Following Tolkien's Footsteps
Tehanu's First Note
ecently I was leafing through a book about Tolkiens artwork, which was
pretty interesting, and if I could remember the name of it Id tell you. He was no mean
draughtsman. What struck me most, though, was one little sketch of a sign or sigil, something
like the seal that Beren might have used, perhaps. This kind of thing:
Not that the drawing itself was so interesting, but I noticed the way it and
others like it were done on the backs of envelopes, the blank corners of newspapers. I had a
sudden image of Tolkien dawdling over breakfast or listening to somebody dull on one of those
old bakelite telephones; reaching for a pencil
Almost unconsciously he starts to draw on
the nearest thing to hand. His mind never stops working, and before the end of the converstation
he has formulated a set of rules about the design of seals in Middle Earth, male and female,
lowborn and highborn.
I imagined him spending decades of his life where every idle moment he had,
he dropped with unconscious ease back into his imaginary world, playing with ideas and stitching
them together into a vast structure. It could take no less to create something like The
Lord of the Rings.
Every time I walk into the library it looks like the SF&Fantasy
collection is outgrowing its shelf-space faster than the system can cope; thousands of people are
out there trying to create fantasy worlds and most of their books have written on the back
a worthy successor to Tolkien," or words to that effect. Hmm. I think
unless somebody is willing to spend decades of their life totally obsessed with their imaginary
world, theyre unlikely to even get the depth of field for a book like The Lord of the
Rings, let alone the sense of mythology Tolkien had.
We must be just dying for a bit of fantasy in our lives at the moment. Besides
the burgeoning trade in SF and fantasy books, (which stand proudly displayed in the same New
Releases stand in the bookstore as mainstream literature, have you noticed lately? They used
to skulk out the back in their own ghetto) it only takes a look at the local cinema to make you
aware of the same thing. Here this randomly selected week: Films about aliens at your local high
school, futuristic alien machines in your computer, your favourite Martians, aliens and people
coming soon from a galaxy far, far away. I wonder why?
Were living for the first time in a world where we know too much to be
able to send our imaginations to Darkest Africa (or the Bermuda Triangle, or in Shakespeares
case, Verona) and call it a long trip. Nothing on this earth is mysterious in that sense any more,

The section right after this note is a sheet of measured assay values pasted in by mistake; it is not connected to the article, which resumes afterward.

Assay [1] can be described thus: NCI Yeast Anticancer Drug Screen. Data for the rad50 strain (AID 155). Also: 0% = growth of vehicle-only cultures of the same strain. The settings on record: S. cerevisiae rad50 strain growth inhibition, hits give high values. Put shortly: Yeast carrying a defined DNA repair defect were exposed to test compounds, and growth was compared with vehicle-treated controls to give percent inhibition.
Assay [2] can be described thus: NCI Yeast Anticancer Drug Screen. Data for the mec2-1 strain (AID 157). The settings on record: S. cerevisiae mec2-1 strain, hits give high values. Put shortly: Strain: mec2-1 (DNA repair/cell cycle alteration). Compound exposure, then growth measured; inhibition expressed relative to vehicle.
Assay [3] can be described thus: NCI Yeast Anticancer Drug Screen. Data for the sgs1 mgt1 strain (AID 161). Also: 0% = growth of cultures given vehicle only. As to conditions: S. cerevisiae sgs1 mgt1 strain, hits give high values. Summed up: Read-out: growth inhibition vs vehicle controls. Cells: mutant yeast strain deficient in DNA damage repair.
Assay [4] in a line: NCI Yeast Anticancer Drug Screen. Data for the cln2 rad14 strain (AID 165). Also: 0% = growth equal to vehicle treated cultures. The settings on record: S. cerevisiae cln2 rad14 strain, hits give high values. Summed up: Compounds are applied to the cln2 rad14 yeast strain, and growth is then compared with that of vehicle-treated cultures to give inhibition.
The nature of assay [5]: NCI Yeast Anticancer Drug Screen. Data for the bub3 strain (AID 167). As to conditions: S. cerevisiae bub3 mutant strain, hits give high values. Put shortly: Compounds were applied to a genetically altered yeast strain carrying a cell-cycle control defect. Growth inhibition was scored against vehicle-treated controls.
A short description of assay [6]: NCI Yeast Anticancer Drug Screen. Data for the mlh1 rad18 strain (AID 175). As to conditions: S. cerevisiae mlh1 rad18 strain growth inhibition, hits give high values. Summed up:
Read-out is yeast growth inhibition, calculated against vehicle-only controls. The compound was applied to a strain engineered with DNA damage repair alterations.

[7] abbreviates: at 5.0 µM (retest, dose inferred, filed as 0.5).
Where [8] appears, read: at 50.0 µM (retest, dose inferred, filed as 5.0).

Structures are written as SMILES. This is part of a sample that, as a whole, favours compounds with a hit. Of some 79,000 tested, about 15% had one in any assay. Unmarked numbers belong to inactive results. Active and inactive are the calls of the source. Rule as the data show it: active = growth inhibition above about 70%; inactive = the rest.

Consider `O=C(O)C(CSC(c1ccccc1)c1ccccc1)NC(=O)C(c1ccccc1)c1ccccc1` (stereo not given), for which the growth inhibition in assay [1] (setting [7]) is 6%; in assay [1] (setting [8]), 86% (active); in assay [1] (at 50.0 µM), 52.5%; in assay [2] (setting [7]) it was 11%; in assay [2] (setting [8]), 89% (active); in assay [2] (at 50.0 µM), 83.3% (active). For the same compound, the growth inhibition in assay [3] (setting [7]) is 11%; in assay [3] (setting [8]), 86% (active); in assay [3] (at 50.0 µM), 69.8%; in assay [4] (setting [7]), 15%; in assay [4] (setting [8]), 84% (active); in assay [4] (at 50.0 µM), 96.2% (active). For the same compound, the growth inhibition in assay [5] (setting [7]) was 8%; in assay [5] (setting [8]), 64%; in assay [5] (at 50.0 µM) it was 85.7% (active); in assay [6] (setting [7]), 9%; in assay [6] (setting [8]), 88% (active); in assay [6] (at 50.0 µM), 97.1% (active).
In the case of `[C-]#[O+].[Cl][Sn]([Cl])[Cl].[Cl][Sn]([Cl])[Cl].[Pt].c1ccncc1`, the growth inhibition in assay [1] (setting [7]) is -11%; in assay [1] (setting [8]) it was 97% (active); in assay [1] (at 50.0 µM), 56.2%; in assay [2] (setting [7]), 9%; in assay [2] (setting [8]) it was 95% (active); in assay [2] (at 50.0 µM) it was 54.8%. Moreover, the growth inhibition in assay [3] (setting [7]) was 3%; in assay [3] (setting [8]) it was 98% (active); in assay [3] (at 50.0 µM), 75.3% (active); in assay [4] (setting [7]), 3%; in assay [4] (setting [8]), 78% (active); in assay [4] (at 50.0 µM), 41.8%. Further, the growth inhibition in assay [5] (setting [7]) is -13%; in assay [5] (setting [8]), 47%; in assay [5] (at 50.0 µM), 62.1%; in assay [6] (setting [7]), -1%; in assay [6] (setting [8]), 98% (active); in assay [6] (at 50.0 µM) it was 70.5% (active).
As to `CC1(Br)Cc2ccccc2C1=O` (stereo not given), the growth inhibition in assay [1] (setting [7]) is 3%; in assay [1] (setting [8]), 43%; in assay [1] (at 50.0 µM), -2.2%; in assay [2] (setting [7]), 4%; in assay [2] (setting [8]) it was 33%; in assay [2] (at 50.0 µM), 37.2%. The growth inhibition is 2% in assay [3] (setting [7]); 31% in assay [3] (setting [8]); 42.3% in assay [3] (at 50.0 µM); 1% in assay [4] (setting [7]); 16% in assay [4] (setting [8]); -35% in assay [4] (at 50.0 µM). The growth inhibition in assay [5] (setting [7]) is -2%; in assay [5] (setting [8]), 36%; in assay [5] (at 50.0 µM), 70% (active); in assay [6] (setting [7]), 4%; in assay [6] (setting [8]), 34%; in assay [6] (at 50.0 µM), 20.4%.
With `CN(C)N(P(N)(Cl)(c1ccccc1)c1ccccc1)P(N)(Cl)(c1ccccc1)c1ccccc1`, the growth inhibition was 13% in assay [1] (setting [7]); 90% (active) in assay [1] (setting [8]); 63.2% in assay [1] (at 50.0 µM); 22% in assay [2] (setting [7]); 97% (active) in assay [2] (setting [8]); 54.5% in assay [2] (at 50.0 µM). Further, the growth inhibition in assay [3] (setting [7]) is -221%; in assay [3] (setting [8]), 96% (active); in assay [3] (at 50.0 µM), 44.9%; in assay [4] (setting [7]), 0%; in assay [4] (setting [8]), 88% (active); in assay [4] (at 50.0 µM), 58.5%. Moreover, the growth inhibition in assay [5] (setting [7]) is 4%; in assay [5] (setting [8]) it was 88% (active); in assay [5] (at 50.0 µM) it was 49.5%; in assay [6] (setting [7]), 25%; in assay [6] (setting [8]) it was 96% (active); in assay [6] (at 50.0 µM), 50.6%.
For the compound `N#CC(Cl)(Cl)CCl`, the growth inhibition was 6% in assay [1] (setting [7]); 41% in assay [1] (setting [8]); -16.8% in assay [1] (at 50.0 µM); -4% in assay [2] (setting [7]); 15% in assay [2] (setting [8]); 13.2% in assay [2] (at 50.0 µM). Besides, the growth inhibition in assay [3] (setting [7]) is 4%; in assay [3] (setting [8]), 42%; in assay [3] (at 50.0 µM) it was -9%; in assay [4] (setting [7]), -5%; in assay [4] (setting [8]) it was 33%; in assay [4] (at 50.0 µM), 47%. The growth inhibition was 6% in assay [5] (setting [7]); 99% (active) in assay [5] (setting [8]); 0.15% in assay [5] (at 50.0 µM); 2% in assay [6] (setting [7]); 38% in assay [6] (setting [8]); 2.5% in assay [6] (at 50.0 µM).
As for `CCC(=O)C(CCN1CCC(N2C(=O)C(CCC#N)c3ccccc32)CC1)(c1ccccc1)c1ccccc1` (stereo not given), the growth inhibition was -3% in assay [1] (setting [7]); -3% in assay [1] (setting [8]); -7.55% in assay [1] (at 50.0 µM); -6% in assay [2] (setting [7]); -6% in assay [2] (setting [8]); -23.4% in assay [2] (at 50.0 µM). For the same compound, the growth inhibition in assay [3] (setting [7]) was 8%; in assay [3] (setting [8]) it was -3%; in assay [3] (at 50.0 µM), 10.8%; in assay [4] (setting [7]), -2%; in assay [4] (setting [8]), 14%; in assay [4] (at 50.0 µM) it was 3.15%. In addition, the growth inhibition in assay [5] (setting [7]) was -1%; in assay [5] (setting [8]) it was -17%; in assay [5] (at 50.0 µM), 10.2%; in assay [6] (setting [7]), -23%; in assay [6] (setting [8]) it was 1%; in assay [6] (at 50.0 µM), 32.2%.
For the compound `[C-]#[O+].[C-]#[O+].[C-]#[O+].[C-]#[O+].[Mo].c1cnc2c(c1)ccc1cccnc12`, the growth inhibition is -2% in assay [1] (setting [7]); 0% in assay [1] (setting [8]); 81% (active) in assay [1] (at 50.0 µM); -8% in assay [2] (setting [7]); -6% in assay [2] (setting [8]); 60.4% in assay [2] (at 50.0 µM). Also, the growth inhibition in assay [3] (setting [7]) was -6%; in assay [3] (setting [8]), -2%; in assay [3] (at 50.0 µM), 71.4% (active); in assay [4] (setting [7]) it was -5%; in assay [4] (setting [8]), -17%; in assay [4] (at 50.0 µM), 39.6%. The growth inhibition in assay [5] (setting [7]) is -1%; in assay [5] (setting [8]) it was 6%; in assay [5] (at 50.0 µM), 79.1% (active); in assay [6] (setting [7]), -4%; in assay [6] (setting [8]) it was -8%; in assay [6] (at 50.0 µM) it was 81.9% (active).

so we invent new worlds.
I wanted to go and find what sources Tolkien was drawing from when he started
creating his new world.
Operating on the usual random search method, I found a copy of
Njals Saga, thinking that Medieval Icelandic sagas were something Tolkien would
have been familiar with.
Somebody from Iceland please write in and defend your national literature,
because Njal was dull,dull dull! How can anyone write a story with hundreds of
characters all called Thord, and the main characters die about two-thirds of the way
through? Every few chapters, somebody gets killed in the following manner:
"Thjostolf raised his axe a second time and drove it into Thorvalds
head, killing him instantly," and variations of thereof. Sometimes you get more detail about
collarbones shattering, legs being severed, and blood gushing into lungs. I rather preferred lines
"He snatched up a spear and hurled it at Hruts ship. The man who
was in its way fell dead." Deadly understatement.
Then every summer everybody meets up at the Law Rock on the Rangriver Plains
to take part in tortuously detailed lawsuits about the previous years killings. Theres
no resemblance to Tolkien and and unfortunately no resemblance to John Grisham either. Yawn.
No monsters, except one that was reported by Thorkel Braggart which doesnt enter the story,
There were instances of battle panache that reminded me of the way
Legolas and Gimli talk at times like in the battle of Helms Deep. In Njals Saga,
Thorgrim the Easterner climbs up onto the roof of Gunnars house, which he is beseiging.
Gunnar strikes him with his halberd through the window. Thorgrim drops his shield, slips, and falls
off the roof. He strides over to where the other beseigers are sitting.
"Is Gunnar at home?" one of them asks.
"Thats for you to find out," replied Thorgrim. "But I know
that his halberd certainly is." And with that he fell dead.
Coolness was important back then, I guess. Heroic coolness. It has a certain
flavour of Middle Earth about it.
Next week Ill ramble on about Beowulf, which is a lot more
Feel free to challenge, inform, argue and criticize anything Ive
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